A Seventh-day Adventist Organization

Program Description - MS in Gerontology

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Program Director: Kimberly R. Freeman, PhD, MSW

The aim of the master of science degree in gerontology is to prepare students to think critically, analytically, and creatively about the challenges of the aging population and older citizens in the contemporary world. The program is designed to meet the diverse needs of professionals in gerontology and will accomplish a number of objectives:

  • To prepare students for positions in teaching, research, and aging administration at the local, state, and federal public levels as well as in the private sector.
  • To prepare students for careers in health and human services for older adults.
  • To provide students with a thorough knowledge of social science theory and the application of theory and research to current problems in gerontology.
  • To prepare students to conduct social research on aging and the effect of policies and programs on the lives of older adults.
  • To provide students with a thorough knowledge of current issues in gerontology and the importance of the relationship of gerontology to other disciplines and professions--such as social work, psychology, medicine, dentistry, nursing, and public health.

Program Description

All students must complete a two-year program consisting of 48 quarter units of coursework. Students opting for the policy, planning, and administration concentration will study the economic dimensions of social policy, organizational theory, public administration, program planning, and policy analysis as they relate to geriatric population and services. The clinical services concentration provides students with both global and domestic perspectives on violence, mental health, and drug- and alcohol-abuse issues. Both concentrations emphasize a thoughtful reflection about public philosophy and ethical issues in gerontology that will provide students with a deeper understanding of the logic influencing policy, administration, and practice issues affecting the field.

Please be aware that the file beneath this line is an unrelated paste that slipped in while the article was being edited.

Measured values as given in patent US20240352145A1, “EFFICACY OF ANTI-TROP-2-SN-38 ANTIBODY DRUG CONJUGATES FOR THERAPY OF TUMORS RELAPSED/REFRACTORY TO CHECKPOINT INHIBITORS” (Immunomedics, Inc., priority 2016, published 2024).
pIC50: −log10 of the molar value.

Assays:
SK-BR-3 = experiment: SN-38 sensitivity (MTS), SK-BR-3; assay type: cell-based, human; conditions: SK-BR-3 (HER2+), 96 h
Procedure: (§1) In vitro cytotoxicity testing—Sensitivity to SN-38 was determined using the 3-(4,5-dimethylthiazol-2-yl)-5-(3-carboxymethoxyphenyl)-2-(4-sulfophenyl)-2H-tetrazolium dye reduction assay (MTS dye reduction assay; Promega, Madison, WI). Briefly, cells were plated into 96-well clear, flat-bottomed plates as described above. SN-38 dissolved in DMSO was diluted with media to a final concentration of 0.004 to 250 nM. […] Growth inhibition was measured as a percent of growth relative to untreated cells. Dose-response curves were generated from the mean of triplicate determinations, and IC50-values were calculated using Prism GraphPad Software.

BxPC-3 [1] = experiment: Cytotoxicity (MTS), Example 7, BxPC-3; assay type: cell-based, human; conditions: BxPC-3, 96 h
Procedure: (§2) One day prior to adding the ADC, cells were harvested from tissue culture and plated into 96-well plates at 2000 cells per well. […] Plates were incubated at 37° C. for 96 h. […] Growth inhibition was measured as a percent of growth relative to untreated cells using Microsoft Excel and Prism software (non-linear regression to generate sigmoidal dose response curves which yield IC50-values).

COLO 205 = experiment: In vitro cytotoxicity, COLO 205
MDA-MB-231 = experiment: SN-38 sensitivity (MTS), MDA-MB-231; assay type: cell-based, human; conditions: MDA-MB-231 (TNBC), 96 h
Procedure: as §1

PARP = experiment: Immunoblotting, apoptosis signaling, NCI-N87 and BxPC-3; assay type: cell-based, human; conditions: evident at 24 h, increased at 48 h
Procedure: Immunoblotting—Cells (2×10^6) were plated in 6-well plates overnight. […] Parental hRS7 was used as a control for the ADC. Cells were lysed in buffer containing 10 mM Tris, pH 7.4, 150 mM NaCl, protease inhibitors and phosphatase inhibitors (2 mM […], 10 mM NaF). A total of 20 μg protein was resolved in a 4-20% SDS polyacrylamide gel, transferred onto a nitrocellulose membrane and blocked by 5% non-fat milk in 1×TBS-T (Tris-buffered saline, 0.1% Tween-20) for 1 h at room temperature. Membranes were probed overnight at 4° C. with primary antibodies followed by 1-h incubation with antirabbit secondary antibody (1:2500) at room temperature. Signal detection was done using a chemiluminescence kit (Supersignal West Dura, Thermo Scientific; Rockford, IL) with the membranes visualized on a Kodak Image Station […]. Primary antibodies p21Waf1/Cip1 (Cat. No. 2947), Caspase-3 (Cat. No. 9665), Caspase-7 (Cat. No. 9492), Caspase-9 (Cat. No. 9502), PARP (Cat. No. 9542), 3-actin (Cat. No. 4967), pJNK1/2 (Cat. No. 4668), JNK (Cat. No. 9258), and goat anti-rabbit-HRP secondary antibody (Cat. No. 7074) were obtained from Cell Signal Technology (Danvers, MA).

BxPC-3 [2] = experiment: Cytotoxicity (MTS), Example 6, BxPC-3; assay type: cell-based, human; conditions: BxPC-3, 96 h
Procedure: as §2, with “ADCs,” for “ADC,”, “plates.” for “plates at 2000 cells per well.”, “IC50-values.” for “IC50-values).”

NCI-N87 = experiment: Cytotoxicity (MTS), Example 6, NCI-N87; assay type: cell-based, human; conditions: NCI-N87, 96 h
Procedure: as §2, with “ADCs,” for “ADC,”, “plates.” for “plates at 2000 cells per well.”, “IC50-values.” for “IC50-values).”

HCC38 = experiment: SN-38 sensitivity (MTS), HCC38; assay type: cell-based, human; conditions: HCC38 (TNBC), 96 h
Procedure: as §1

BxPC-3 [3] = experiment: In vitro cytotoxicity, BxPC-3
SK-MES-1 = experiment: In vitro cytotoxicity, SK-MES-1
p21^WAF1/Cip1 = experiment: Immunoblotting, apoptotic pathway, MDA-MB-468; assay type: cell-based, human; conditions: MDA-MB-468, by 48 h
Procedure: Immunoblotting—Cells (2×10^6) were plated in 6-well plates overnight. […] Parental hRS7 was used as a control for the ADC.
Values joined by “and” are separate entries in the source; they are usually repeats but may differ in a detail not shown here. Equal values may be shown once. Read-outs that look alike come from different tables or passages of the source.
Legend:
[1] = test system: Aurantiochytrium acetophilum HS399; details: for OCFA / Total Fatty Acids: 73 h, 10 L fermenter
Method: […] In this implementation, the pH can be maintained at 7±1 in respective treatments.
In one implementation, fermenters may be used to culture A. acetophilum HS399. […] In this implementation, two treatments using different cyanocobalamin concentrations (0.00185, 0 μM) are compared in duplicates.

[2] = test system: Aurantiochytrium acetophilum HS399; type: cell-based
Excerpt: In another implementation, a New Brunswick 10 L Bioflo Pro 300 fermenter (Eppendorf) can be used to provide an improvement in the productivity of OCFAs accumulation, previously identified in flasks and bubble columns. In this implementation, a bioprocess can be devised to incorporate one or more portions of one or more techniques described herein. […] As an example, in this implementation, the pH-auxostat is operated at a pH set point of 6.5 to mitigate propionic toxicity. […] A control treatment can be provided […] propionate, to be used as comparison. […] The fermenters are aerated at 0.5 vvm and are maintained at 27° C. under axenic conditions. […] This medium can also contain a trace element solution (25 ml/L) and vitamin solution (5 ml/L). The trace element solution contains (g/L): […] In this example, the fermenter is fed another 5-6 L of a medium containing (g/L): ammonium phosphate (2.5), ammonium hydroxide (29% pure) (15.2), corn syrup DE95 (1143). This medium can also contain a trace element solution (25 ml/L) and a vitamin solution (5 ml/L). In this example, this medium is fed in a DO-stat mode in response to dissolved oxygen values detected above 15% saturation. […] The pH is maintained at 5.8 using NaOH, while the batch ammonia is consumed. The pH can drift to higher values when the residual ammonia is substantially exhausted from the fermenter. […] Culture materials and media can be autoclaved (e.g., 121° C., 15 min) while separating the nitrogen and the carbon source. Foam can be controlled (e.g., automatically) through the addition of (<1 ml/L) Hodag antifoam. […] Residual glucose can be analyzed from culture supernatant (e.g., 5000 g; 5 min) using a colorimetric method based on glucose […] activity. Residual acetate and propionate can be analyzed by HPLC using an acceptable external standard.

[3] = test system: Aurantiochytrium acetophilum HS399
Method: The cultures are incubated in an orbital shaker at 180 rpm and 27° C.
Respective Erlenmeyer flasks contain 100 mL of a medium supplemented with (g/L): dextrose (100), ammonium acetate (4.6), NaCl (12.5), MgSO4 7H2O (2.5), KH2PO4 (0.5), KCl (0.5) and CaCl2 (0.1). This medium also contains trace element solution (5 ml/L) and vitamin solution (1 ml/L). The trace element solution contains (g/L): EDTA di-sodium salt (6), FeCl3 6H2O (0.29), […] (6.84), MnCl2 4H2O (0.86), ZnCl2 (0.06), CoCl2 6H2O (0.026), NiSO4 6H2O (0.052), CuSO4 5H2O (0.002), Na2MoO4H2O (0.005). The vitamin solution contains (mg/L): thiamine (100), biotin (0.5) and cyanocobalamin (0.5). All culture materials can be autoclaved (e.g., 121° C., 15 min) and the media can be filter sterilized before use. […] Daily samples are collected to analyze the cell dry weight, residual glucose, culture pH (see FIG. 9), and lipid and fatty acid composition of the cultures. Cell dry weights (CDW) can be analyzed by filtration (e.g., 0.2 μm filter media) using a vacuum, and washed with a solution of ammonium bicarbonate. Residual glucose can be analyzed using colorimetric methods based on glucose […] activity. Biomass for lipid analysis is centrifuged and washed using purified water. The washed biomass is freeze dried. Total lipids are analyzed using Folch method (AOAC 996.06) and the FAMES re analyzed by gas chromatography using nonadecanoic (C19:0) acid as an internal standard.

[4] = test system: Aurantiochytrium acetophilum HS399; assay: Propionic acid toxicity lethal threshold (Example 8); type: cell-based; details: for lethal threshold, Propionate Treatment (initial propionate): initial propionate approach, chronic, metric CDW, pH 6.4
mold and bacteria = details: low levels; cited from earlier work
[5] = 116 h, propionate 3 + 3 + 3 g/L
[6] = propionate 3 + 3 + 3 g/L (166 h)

Admissions Requirements

This program follows the admission requirements of the School of Behavioral Health, including:

  1. Applicants must demonstrate satisfactory performance on the Graduate Record Examination (GRE). For admission with regular status, satisfactory performance is defined as a minimum combined verbal and quantitative score of 1000, and an analytical writing score of 4.0. Students submitting lower scores may be considered for provisional status, OR the applicant must demonstrate satisfactory performance on a Critical Essay Examination (CEE) administered by the Department of Social Work and Social Ecology under the guidance of the School of Behavioral Health. For admission with regular status, satisfactory performance for the CEE is defined as a minimum pass rate of 75 percent. 
  2. Applicants must demonstrate satisfactory adherence with the minimum academic and professional compatibility criteria established by the program, which includes:
    • A cumulative grade-point average of 3.0 or above (on a 4.0 scale) (Special consideration may be given to applicants with grade-point averages as low as 2.75 if the last part of their college work shows significant improvement).
    • Evidence of professional compatibility, personal qualifications, and motivation to complete a graduate program by obtaining a passing score on the admissions interview with the program's admissions committee. Evaluation criteria for the interview includes:
      • verbal communication skills,
      • critical-thinking ability,
      • values congruent with the profession of gerontology,
      • appreciation of human diversity,
      • evidence of reflective learning, and
      • comportment.
  3. Submission of a completed application, including a personal statement, application fee, all college and/or university transcripts, and three letters of
    recommendation (one from an academic source and one from a work supervisor preferred).

Curriculum